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Camp Preview: The Forwards

by Bill Meltzer / Philadelphia Flyers

Flyers Development Camp kicks off this Thursday, July 7, at the Virtua Center Flyers Skatezone in Voorhees, NJ. For a full detailed roster and complete schedule click below...


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A mantra that will be repeated frequently before and throughout the Philadelphia Flyers’ upcoming Development Camp is that the July camp is intended solely to assist young players in a variety of ways – not just with honing on-ice puck and skating skills and building off current baselines for agility, strength and stamina but also with such vital off-ice areas as tailoring dietary and conditioning regimens.

It is not designed for player evaluations. No will be offered an entry-level contract based on Development Camp nor are NHL jobs on the line for more advanced prospects.

Nevertheless, the arrival of Development Camp each year is a good time to take stock of how the prospect pipeline has progressed over the past 12 months and has been supplemented.

Hextall on each Draft Pick

Entering the 2016 NHL Draft, Flyers general manager Ron Hextall set a goal of adding skill and size – preferably in combination – to the organizational depth pool. Some drafts do not fall according to teams’ pre-draft strategy, and organizations have to adjust their approach on the fly while on the time clock to make their selections.

In the Flyers’ case, the organization has now had multiple consecutive drafts where it has walked away feeling like it was able to select not only players on whom its scouting staff felt they had a good grasp on projecting for the long-term but also selecting them within a specific range within the Draft.

“Only time will tell, and that’s always the case, but we feel good about our draft,” said Chris Pryor, the Flyers Director of Scouting. “We feel like we did what we set out to do.”

With three of their first four picks in the Draft, the Flyers selected forwards: Russian center German Rubtsov (22nd overall), Quebecois center/winger Pascal Laberge (36th overall, with a pick acquired from the Winnipeg Jets to swap the 18th overall selection for the 22nd) and USHL power forward Wade Allison (52nd overall).

Rubstov will not be available to attend Development Camp due to contractual commitments to his KHL team, Vityaz Chekhov. This was already anticipated. With KHL-affiliated prospects, there can be a lot of red tape to cut through to bring them to an NHL July camp because there are team and government clearances to obtain and considerable paperwork involved.

For recent draftees throughout the NHL, there’s typically insufficient lead times between the Draft and the Development Camp to ensure their presence. It has nothing to do with a player’s interest level in participating.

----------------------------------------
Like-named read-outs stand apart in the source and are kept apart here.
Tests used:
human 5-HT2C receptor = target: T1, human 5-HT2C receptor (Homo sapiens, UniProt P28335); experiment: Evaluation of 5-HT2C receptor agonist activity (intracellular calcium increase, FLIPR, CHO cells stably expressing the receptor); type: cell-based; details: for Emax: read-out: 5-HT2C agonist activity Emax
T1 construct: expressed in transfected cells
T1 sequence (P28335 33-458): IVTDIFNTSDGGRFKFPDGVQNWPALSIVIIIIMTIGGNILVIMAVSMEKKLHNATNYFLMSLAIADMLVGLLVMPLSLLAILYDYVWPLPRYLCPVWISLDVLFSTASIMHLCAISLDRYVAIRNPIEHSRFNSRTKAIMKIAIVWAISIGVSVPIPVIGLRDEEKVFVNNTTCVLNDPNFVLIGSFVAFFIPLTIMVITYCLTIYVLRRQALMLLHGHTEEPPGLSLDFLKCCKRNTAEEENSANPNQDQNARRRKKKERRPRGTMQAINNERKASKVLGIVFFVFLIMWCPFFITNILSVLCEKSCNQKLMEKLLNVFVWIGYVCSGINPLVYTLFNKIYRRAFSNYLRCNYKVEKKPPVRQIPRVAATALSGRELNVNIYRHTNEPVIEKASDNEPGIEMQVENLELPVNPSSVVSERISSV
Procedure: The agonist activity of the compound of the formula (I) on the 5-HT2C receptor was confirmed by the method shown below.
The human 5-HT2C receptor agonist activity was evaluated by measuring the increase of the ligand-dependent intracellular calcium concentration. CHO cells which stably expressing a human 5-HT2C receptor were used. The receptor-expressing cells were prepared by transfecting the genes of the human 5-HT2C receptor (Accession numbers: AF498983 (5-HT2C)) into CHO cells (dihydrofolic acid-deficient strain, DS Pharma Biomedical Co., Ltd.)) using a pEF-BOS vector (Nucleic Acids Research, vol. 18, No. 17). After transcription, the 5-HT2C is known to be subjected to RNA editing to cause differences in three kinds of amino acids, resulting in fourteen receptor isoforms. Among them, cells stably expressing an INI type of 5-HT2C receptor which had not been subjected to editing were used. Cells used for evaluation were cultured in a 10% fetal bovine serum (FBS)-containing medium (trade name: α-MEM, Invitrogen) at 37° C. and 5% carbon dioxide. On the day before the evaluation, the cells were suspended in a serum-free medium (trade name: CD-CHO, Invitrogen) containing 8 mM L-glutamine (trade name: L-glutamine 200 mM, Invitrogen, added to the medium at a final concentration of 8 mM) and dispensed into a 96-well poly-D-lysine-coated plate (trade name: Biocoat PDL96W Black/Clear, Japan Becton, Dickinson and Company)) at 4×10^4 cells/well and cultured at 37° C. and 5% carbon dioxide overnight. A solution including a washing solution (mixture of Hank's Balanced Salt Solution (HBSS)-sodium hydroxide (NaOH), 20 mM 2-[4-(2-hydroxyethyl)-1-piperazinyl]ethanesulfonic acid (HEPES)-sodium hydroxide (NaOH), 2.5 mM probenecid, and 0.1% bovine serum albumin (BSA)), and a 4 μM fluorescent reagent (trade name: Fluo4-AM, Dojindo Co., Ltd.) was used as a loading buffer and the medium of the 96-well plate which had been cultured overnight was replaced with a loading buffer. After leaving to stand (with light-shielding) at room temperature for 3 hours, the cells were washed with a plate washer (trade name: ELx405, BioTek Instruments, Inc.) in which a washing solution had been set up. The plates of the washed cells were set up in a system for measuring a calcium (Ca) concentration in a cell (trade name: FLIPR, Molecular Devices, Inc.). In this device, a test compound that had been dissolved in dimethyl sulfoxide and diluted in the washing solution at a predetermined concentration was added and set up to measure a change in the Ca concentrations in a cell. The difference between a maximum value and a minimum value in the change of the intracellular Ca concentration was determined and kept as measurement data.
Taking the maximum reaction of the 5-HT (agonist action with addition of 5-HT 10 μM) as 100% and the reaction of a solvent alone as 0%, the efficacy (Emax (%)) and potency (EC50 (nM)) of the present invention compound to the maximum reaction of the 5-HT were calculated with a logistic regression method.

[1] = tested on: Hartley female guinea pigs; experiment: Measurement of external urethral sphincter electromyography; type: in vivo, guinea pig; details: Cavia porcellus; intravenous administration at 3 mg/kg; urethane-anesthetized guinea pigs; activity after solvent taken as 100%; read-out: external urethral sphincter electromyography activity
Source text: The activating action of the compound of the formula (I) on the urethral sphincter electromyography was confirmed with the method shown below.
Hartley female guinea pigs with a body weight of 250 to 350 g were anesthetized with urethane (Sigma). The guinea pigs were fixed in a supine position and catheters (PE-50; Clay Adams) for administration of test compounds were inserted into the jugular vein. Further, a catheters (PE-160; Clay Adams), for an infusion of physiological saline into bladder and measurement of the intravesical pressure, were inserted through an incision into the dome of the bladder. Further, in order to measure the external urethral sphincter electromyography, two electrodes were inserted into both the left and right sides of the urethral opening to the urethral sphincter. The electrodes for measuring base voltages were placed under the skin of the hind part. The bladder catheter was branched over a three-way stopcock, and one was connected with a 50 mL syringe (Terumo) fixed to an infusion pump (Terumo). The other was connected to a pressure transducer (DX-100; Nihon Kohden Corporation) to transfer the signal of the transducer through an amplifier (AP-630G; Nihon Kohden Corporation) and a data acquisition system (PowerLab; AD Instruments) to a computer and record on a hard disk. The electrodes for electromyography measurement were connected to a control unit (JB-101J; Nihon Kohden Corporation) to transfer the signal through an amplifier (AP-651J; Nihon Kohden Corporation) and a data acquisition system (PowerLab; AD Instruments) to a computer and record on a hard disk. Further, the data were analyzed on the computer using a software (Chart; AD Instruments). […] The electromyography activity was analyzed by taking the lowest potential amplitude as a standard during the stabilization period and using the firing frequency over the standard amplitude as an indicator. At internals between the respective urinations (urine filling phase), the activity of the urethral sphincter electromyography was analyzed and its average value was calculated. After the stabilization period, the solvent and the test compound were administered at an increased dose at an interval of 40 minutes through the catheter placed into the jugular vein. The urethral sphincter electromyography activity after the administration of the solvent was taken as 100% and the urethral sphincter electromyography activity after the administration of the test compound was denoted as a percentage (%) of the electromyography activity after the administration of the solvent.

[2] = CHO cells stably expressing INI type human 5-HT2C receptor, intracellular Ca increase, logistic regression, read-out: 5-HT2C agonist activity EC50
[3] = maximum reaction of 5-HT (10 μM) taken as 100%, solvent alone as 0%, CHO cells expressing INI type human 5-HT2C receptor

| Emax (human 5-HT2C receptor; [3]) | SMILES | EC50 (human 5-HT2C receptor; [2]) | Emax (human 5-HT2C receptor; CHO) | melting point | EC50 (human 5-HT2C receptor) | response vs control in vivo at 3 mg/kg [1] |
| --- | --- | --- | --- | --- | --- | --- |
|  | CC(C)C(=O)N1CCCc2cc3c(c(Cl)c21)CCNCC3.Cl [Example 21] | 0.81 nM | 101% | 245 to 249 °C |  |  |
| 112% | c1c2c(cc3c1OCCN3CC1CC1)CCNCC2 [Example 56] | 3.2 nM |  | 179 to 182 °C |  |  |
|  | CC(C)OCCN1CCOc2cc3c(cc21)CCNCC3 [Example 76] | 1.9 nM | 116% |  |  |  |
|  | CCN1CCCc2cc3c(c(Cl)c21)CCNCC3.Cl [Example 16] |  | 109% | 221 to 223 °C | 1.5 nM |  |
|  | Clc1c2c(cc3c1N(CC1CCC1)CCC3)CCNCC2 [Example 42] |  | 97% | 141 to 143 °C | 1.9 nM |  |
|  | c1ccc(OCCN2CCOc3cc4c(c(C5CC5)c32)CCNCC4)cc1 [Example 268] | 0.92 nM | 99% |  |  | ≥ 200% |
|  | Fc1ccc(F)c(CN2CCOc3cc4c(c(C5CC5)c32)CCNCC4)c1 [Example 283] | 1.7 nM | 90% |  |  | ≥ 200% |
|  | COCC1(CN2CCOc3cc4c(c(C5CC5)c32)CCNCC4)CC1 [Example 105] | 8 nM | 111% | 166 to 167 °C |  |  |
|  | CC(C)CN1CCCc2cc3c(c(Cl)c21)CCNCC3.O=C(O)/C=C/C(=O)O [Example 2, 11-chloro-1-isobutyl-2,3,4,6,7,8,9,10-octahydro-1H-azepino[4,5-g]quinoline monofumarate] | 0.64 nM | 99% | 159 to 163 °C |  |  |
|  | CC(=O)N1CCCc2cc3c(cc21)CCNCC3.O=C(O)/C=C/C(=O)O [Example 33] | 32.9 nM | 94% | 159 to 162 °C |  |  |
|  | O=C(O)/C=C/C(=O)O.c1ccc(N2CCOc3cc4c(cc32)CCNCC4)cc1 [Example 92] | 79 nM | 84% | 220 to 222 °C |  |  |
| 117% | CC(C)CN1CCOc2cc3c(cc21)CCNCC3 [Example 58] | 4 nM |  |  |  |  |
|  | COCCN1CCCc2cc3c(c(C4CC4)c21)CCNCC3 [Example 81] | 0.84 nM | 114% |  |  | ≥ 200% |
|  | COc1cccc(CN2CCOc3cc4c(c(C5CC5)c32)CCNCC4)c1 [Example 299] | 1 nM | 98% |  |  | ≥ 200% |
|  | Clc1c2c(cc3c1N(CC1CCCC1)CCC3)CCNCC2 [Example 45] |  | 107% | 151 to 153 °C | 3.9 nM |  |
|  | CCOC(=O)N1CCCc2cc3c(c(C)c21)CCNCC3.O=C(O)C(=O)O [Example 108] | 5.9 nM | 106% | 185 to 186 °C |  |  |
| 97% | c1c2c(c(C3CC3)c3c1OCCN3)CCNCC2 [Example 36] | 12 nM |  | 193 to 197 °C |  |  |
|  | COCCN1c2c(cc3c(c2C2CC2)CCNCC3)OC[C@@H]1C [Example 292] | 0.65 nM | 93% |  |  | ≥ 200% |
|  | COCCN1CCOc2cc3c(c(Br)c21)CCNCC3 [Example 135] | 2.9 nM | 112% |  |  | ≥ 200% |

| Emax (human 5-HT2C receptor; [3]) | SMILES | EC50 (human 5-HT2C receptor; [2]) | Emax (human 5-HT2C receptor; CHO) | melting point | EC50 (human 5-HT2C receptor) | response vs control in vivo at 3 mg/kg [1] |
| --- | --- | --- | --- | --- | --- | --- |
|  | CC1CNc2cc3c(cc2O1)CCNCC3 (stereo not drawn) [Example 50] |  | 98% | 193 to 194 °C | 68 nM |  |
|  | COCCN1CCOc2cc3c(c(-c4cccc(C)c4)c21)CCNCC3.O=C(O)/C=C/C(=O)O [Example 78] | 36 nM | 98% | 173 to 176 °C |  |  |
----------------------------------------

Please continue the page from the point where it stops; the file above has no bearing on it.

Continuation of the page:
The Flyers currently have three KHL-affiliated players in the prospect chain. In addition to Rubtsov, there is center Mikhail Vorobyov and goaltender Ivan Fedotov, both 2015 draftees. Vorobyov is also unable to attend the 2016 Development Camp but Fedotov is on the roster as a first-time attendee.

Watch: Rubtsov & Hoodikoff

In the long-term, the Flyers believe that Rubtsov will be a fine NHL player both with and without the puck on his stick. The organization’s Russia-based scout, Ken Hoodikoff, did the primary scouting of Rubtsov in the MHL (Russia’s KHL-feeding junior league for players under the age of 20) and in various international tournaments.

Despite the disqualification of the MHL-based Russian national Under-18 team squad from the 2016 IIHF Under-18 World Championships in Grand Forks, Pryor noted that there were still ample cross-over scouting opportunities for the Flyers scouting staff at large to view Rubtsov. When the time came to compare notes, there was a strong consensus about the player’s two-way potential.

“We all felt comfortable about German,” Pryor said. “He’s a smart and competitive kid, and he wants to become an NHL player. Yes, there’s been a lot of talk about his play away from the puck, because it’s real good for a player his age. But he’s good with the puck, too. He can make plays. He is a good all-around young player.”

Scouts are not looking at stats. They are looking at an array of other factors – size, skating, hockey sense, strength and character – and projecting how those may develop over time.

However, most fans love to look at stats. As such, context is needed.

Statistically speaking, the MHL is a lower-scoring league than the Canadian Hockey League circuits. Rubtsov’s average of nearly a point per game in the MHL is comparable to an OHL, WHL or QMJHL prospect averaging comfortably more than point-per-game at age 17 or 18.